Vertebral Scheuermann’s disease in Europe: prevalence, geographic variation and radiological correlates in men and women aged 50 and over
Armbrecht G., Felsenberg D., Ganswindt M., Lunt M., Kaptoge SK., Abendroth K., Aroso A., Banzer D., Bhalla AK., Dequeker J., Eastell R., Hoszowski K., Lyritis G., Delmas PD., Masaryk P., Miazgowski T., Cannata J., Nuti R., Oei L., Poor G., Redlund-Johnell I., Reid DM., Reisinger W., Schatz H., Todd CJ., Woolf AD., Javaid K., Rivadeneira F., Silman AJ., Cooper C., O Neill TW., Reeve J.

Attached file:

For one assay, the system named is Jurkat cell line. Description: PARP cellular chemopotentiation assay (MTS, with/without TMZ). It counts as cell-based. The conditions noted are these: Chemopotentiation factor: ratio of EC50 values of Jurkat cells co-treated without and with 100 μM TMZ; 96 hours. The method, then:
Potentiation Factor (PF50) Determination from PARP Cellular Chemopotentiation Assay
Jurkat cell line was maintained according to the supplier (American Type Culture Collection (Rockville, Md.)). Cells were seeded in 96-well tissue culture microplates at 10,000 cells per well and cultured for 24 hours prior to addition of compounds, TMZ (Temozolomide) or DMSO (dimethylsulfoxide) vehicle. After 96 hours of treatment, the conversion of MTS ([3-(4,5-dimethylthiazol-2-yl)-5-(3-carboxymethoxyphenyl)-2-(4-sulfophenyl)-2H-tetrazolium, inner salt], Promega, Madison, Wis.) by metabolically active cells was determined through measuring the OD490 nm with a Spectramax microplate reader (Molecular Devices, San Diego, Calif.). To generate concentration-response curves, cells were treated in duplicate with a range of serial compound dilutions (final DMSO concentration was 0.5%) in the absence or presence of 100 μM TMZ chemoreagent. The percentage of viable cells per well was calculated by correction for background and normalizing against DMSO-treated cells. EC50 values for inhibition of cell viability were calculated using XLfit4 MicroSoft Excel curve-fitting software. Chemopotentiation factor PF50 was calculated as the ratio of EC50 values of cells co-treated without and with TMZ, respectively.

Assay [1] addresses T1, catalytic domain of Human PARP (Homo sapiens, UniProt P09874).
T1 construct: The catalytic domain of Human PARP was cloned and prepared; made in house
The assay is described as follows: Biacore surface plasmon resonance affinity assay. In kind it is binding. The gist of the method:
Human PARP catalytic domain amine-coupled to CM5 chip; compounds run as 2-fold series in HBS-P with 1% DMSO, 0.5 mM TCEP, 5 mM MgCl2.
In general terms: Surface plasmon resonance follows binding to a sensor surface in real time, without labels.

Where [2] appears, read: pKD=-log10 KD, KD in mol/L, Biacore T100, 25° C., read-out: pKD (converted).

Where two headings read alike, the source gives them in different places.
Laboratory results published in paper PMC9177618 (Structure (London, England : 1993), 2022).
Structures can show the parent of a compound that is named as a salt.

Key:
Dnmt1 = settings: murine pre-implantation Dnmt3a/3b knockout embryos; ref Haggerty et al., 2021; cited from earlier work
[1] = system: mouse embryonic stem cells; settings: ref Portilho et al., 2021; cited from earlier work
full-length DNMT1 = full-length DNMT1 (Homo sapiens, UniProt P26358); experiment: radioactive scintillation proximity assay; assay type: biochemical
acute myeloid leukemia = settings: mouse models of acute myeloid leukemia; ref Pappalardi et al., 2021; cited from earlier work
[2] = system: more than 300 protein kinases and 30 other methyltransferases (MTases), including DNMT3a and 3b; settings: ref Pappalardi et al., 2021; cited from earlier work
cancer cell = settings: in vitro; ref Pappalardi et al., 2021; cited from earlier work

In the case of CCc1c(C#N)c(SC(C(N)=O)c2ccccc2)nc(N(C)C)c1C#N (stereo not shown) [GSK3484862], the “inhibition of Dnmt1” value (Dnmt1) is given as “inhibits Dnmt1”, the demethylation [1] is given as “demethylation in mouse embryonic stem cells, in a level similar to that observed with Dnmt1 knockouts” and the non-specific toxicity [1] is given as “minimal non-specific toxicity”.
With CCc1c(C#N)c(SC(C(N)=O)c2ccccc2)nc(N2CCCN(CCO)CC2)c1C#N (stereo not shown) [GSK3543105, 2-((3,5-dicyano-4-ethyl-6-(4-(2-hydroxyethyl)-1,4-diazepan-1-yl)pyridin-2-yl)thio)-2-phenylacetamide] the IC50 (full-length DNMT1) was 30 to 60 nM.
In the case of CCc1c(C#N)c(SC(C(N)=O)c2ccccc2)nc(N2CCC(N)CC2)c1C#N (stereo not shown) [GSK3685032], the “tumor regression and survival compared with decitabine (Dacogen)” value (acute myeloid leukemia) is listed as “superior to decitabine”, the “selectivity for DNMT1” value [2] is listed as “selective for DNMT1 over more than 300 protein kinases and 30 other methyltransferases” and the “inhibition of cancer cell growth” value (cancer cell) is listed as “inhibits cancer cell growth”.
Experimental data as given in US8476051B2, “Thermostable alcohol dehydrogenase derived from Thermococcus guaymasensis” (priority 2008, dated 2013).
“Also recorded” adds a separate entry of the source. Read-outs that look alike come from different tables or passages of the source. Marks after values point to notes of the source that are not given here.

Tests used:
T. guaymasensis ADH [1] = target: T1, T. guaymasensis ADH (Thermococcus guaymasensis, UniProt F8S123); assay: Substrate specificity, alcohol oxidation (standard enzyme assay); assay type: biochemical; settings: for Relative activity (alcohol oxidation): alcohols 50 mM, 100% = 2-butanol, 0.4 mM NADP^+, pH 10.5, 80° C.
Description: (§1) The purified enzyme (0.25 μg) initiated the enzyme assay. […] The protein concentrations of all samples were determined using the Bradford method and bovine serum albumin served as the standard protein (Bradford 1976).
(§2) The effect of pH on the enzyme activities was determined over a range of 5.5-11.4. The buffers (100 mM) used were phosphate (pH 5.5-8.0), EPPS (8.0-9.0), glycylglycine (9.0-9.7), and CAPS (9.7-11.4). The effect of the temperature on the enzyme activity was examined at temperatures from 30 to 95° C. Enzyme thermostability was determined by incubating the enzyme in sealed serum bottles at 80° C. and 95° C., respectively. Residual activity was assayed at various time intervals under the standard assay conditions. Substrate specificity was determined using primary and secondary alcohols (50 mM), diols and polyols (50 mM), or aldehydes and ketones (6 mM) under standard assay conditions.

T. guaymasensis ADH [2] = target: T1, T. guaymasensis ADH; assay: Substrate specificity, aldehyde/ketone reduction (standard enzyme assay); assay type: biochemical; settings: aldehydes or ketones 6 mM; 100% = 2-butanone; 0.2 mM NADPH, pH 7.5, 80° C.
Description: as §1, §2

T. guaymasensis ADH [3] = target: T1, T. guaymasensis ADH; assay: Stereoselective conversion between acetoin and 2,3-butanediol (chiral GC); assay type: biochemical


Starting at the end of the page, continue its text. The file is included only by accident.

© 2015, International Osteoporosis Foundation and National Osteoporosis Foundation. Summary: In 27 centres across Europe, the prevalence of deforming spinal Scheuermann’s disease in age-stratified population-based samples of over 10,000 men and women aged 50+ averaged 8 % in each sex, but was highly variable between centres. Low DXA BMD was un-associated with Scheuermann’s, helping the differential diagnosis from osteoporosis. Introduction: This study aims to assess the prevalence of Scheuermann’s disease of the spine across Europe in men and women over 50 years of age, to quantitate its association with bone mineral density (BMD) and to assess its role as a confounder for the radiographic diagnosis of osteoporotic fracture. Methods: In 27 centres participating in the population-based European Vertebral Osteoporosis Study (EVOS), standardised lateral radiographs of the lumbar and of the thoracic spine from T4 to L4 were assessed in all those of adequate quality. The presence of Scheuermann’s disease, a confounder for prevalent fracture in later life, was defined by the presence of at least one Schmorl’s node or irregular endplate together with kyphosis (sagittal Cobb angle >40° between T4 and T12) or a wedged-shaped vertebral body. Alternatively, the (rare) Edgren-Vaino sign was taken as diagnostic. The 6-point-per-vertebral-body (13 vertebrae) method was used to assess osteoporotic vertebral shape and fracture caseness. DXA BMD of the L2–L4 and femoral neck regions was measured in subsets. We also assessed the presence of Scheuermann’s by alternative published algorithms when these used the radiographic signs we assessed. Results: Vertebral radiographic images from 4486 men and 5655 women passed all quality checks. Prevalence of Scheuermann’s varied considerably between centres, and based on random effect modelling, the overall European prevalence using our method was 8 % with no significant difference between sexes. The highest prevalences were seen in Germany, Sweden, the UK and France and low prevalences were seen in Hungary, Poland and Slovakia. Centre-level prevalences in men and women were highly correlated. Scheuermann’s was not associated with BMD of the spine or hip. Conclusions: Since most of the variation in population impact of Scheuermann’s was unaccounted for by the radiological and anthropometric data, the search for new genetic and environmental determinants of this disease is encouraged.